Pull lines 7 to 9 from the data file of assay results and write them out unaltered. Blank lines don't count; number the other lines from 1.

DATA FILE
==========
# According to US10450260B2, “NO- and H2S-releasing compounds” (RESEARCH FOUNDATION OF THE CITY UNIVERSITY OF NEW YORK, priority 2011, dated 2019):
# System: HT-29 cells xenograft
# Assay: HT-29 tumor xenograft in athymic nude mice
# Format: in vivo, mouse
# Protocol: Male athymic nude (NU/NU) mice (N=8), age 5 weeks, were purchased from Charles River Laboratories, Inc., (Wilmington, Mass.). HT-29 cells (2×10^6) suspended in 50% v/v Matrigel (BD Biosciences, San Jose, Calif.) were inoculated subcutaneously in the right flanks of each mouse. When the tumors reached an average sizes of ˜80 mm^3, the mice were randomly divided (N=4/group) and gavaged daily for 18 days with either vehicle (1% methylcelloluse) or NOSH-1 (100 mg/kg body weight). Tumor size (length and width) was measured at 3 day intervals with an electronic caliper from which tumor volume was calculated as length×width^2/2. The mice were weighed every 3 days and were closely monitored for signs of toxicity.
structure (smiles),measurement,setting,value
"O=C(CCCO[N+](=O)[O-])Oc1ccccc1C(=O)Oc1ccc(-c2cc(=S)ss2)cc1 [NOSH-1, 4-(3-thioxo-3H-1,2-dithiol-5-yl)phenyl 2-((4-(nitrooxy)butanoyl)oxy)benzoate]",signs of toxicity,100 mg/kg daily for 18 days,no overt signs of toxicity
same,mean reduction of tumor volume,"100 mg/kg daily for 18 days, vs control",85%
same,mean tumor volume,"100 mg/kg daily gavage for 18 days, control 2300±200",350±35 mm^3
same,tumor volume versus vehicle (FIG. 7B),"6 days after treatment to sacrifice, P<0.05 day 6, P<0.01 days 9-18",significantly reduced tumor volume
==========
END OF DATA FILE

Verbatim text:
"O=C(CCCO[N+](=O)[O-])Oc1ccccc1C(=O)Oc1ccc(-c2cc(=S)ss2)cc1 [NOSH-1, 4-(3-thioxo-3H-1,2-dithiol-5-yl)phenyl 2-((4-(nitrooxy)butanoyl)oxy)benzoate]",signs of toxicity,100 mg/kg daily for 18 days,no overt signs of toxicity
same,mean reduction of tumor volume,"100 mg/kg daily for 18 days, vs control",85%
same,mean tumor volume,"100 mg/kg daily gavage for 18 days, control 2300±200",350±35 mm^3